1994 was the year I caught the gardening bug big-time and found my life changed in exciting ways. It was all just SO COOL – until the following winter, when I found myself totally bereft. From then on, winters have meant me not only a touch of the aptly acronymed SAD; they’ve brought withdrawal symptoms and the quest for something to do with my spare time that I could do.
The solution that first winter was the discovery of gardening magazines, which I devoured for their inspiring photos spreads, their plant ideas, their how-to’s. Hell, I loved them cover to cover. I even indulged my new addiction by ordering every issue of Fine Gardening ever published and devouring them, too. Subscriptions to Garden Design and Horticulture soon followed, though without the compulsive back-issue-collecting.
But garden magazines have done more for me than just get me through the winter; they’ve
been the single greatest source of my gardening education and I can’t
imagine how else I could have learned most of what I know. And it took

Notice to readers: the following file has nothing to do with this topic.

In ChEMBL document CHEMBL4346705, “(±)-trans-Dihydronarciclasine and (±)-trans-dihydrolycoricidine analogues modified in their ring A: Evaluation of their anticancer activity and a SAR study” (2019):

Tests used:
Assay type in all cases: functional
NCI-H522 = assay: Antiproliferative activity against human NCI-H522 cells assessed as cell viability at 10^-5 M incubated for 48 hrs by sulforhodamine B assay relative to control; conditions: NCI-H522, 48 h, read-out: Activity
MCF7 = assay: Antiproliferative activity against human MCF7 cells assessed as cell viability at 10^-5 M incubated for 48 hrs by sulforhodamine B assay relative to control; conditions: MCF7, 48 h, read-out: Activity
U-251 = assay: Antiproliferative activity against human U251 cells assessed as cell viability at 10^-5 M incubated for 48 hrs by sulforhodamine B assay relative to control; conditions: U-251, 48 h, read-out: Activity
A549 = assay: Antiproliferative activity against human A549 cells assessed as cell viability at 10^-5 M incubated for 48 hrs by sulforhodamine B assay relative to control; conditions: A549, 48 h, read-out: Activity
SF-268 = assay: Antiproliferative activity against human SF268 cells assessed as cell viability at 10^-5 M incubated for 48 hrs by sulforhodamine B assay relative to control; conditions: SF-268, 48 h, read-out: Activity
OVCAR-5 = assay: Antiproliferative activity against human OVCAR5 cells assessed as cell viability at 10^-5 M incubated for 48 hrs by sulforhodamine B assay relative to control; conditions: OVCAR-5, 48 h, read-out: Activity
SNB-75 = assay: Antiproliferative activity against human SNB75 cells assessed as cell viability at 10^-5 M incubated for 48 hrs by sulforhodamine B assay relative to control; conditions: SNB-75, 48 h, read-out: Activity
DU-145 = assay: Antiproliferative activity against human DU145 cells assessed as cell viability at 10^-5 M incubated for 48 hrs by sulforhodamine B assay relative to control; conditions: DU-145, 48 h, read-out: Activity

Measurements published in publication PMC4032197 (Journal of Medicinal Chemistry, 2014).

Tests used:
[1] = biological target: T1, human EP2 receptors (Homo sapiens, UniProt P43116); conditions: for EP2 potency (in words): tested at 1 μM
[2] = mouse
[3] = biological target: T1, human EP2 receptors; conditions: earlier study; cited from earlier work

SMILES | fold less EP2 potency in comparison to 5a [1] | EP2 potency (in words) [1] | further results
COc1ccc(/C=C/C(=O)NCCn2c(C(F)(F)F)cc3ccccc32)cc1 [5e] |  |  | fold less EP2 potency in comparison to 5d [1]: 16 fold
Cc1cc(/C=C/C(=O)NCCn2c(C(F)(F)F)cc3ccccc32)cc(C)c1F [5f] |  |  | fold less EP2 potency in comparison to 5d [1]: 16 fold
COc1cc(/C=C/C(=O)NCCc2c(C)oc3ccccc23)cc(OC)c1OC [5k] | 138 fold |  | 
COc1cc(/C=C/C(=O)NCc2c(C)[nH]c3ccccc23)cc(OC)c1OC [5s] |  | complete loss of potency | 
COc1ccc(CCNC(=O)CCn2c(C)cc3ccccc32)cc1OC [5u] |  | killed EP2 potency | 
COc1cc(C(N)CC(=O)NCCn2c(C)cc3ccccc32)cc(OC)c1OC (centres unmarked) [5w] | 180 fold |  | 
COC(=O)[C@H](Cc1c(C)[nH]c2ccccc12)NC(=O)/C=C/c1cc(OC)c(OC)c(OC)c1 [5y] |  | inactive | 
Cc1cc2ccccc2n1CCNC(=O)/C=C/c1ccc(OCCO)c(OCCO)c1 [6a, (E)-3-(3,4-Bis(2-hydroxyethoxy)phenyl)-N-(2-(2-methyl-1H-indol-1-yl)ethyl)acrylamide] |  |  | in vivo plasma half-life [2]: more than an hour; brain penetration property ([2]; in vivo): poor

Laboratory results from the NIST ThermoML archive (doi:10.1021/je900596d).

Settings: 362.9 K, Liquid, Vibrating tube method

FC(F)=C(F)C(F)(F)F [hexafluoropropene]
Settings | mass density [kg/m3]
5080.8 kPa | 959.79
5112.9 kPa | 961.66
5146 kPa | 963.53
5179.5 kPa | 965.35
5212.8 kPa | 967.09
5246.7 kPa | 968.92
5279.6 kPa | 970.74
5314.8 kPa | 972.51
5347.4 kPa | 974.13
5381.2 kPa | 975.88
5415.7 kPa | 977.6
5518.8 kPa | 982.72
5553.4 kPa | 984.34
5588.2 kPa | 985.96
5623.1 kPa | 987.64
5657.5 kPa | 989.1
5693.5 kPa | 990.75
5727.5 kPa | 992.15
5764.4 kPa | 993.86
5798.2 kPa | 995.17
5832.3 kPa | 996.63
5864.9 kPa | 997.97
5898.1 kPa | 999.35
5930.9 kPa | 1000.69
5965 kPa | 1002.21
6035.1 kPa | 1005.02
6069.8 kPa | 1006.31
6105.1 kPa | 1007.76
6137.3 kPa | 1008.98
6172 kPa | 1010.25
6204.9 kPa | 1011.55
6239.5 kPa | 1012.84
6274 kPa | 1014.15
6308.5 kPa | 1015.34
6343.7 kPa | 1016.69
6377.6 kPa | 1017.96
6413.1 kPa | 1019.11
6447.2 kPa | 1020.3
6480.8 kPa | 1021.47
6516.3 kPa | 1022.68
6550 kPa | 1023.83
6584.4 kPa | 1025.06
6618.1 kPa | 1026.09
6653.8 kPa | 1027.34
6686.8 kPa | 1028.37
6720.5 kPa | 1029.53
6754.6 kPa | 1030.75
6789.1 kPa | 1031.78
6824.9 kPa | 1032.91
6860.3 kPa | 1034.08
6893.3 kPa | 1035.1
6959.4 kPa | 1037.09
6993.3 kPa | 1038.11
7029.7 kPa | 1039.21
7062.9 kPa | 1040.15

a survey that Stuart recently conducted – "What gardening magazines do
you read?" – and the amazing answers – basically "None" – to make me realize
their importance to me. People, why not? And if not, how have you learned to garden? Seriously – enlighten me!
MORE WINTER SUBSTITUTES
Having exhausted back issues of Fine Gardening that first winter, I’ve since tried lots of other winter survival tactics. There was the year I collected catalogues and obsessed over my orders. There were experiments with seed-starting, a form of gardening I found both high-maintenance and low-satisfaction. More recently I’ve tried dried flower arranging, with some nice results. I’ve enjoyed repairing and painting the old birdhouses a prior owner made back in the ’50s. Last year I painted the concrete leaf impressions and pavers I’d made the summer before. And after reading responses to yesterday’s post about houseplants, especially the suggestions for more exciting plants than the usual philodendrons, there might even come a frigid day when I give them a try.
But really, what’s become my primary gardening substitute in winter is very simple – strolling in the garden and walking in the woods. Because gardening is just as much about being outdoors IN NATURE as it is manipulating natural elements like dirt and plants. It’s being in nature that keeps me sane more than anything, and it’s awfully beautiful out there with a blanket of snow, you know. Now maybe if we haven’t yet screwed up our planet irrevocably, the temperatures will drop, snow will fall, and I’ll walk down this path, camera in hand.Posted by Susan Harris on December 19, 2006 at 4:47 am, in the category Everybody's a Critic.